Going back to school should be an exciting time for parents and children; though perhaps less so for the kids after enjoying a couple of months off for summer holidays!
However, the lead up to going back to school can be filled with anxiety for parents with the cost of books, uniforms, childcare… it all adds up. Plus, the additional fact this year that Ireland is still in the middle of a cost-of-living crisis makes for an equation no one can solve clearly.
The Irish League of Credit Unions recently published results of its annual School Costs survey, tracking the costs and impacts of children returning to school. A total of 723 parents (out of a sample size of 2,510) from across Ireland responded to the survey, which was conducted by i-Reach Insights during June.
It found that 72% of parents say that covering the costs of back to school is a financial burden compared to 66% in 2022. Parents are spending €1,152 per primary school child and €1,288 per secondary school child in comparison to 2022, when it was €1,195 and €1,518 respectively.
The School Costs survey findings also included:
In relation to the impact the crisis is having on people’s lives, the survey found that a majority of households [88%] are experiencing cost-of-living increases. Of parents with school-going children, 88% also said they have been affected by general cost-of-living increases. Many parents are using savings to cover these extra costs, while 13% are seeking loans. Slightly more parents [40% compared to 38% of general respondents] are cutting back on activities to save money.
Commenting on the findings, David Malone, CEO of the Irish League of Credit Unions said, “Our 2023 survey shows that parents continue to feel a considerable financial burden educating their children. While we have seen a slight reduction in the amount being spent per child on back to school costs compared to 2022, general cost-of-living increases are impacting on households. So, while the reduction in back to school costs is welcome, it is partly due to parents cutting back on extra-curricular activities and we still have parents getting into debt to cover back to school costs.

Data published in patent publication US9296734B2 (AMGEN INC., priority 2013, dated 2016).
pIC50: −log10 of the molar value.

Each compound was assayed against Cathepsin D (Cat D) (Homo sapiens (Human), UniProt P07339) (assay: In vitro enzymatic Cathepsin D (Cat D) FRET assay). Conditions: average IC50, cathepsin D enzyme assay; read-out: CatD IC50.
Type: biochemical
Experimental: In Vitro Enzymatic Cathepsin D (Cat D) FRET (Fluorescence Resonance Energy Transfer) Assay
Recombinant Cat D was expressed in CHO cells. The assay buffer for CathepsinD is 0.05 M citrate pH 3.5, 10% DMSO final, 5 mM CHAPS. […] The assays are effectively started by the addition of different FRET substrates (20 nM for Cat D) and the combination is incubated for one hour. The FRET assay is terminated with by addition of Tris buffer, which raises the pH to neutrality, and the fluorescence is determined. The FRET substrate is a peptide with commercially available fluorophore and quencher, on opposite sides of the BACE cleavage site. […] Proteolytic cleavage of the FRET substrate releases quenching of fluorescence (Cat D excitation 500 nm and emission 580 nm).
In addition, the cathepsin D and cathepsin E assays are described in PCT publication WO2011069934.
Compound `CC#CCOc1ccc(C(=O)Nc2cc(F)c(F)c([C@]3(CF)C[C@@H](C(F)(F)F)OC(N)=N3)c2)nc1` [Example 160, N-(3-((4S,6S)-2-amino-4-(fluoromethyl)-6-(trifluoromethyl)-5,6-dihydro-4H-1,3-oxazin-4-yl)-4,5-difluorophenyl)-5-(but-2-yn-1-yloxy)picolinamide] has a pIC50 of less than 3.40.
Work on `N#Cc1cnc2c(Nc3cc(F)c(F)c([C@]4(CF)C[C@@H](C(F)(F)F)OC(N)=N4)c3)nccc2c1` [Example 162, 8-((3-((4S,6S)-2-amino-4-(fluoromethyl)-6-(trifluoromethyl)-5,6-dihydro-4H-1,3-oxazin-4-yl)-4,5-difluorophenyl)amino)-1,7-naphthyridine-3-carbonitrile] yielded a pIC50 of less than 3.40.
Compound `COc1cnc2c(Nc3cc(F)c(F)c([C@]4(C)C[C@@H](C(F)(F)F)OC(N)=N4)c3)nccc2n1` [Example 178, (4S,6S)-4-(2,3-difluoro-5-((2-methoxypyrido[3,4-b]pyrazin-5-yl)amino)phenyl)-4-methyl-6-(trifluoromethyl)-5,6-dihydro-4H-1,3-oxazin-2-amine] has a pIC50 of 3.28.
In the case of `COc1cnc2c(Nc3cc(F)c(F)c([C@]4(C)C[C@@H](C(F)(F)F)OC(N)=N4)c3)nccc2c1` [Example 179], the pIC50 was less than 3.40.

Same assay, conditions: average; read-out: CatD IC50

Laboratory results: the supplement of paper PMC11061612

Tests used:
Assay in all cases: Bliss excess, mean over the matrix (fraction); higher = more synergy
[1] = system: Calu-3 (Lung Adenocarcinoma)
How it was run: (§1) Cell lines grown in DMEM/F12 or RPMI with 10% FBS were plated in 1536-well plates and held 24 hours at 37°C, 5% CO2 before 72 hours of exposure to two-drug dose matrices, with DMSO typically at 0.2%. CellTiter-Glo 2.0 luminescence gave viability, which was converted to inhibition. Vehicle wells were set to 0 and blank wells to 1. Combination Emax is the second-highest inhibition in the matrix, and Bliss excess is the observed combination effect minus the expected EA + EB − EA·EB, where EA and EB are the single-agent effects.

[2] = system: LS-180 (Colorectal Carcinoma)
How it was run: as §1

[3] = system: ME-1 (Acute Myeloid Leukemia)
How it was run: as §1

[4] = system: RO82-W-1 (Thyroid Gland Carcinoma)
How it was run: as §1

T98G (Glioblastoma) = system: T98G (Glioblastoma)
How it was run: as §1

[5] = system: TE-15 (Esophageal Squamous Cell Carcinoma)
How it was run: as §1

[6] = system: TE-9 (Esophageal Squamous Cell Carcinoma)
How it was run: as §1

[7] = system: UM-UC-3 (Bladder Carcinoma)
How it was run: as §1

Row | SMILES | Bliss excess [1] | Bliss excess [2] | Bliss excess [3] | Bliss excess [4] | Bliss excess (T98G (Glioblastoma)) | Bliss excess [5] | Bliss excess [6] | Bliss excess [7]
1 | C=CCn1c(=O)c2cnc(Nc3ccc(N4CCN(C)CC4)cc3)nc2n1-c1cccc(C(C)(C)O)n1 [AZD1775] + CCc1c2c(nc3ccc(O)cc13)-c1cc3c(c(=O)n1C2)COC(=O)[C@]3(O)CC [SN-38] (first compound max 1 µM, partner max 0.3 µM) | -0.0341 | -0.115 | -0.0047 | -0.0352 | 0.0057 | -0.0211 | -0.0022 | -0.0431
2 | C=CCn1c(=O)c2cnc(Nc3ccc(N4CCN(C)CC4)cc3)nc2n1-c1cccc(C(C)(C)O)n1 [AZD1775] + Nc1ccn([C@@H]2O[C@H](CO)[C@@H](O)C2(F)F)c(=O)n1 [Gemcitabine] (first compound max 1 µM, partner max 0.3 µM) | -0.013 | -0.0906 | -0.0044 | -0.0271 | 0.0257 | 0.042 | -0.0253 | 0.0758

“We are also seeing the same number of parents getting into debt compared to last year [29% both years]. Thankfully, the message on getting a credit union loan rather than using pay day or money lenders for help with back to school expenses seems to be getting through.”
However, Mr Malone said that it is still concerning that “13% of parents said they were seeking a loan to cover additional household costs with 2% saying they would go to a moneylender to do so.”
Mr Malone added that he was hopeful the introduction of the Free Primary School Book Scheme will reduce the need for parents to get into debt in future years. “It is surprising that nearly half [49%] of parents have not been informed of the scheme by their school, and a number of those parents [39%] are intending to purchase school books outright this year. However, we hope to see the full impact of the scheme in our survey next year.”
The Free Primary School Book Scheme was introduced by the Government earlier this year. It removes the cost of school books, including workbooks and copybooks, for children attending recognised primary schools and special schools. Findings from the survey, however, indicate that 49% of parents have not been informed of the Free Primary School Books Scheme. Of those parents who do not know about the scheme, 39% say they will buy their children’s primary school books outright. It’s also no surprise that nine in 10 [92%] want the free books scheme extended to secondary schools.
The Back to School Clothing and Footwear Allowance (BSCFA) is a social welfare payment that can help with the cost of uniforms and footwear for children going to school. Many families automatically qualify for this – there is a list of qualifications on the Citizens Information website – and you if do, you will have been notified in June this year, with payments having started in July which go directly into your bank account.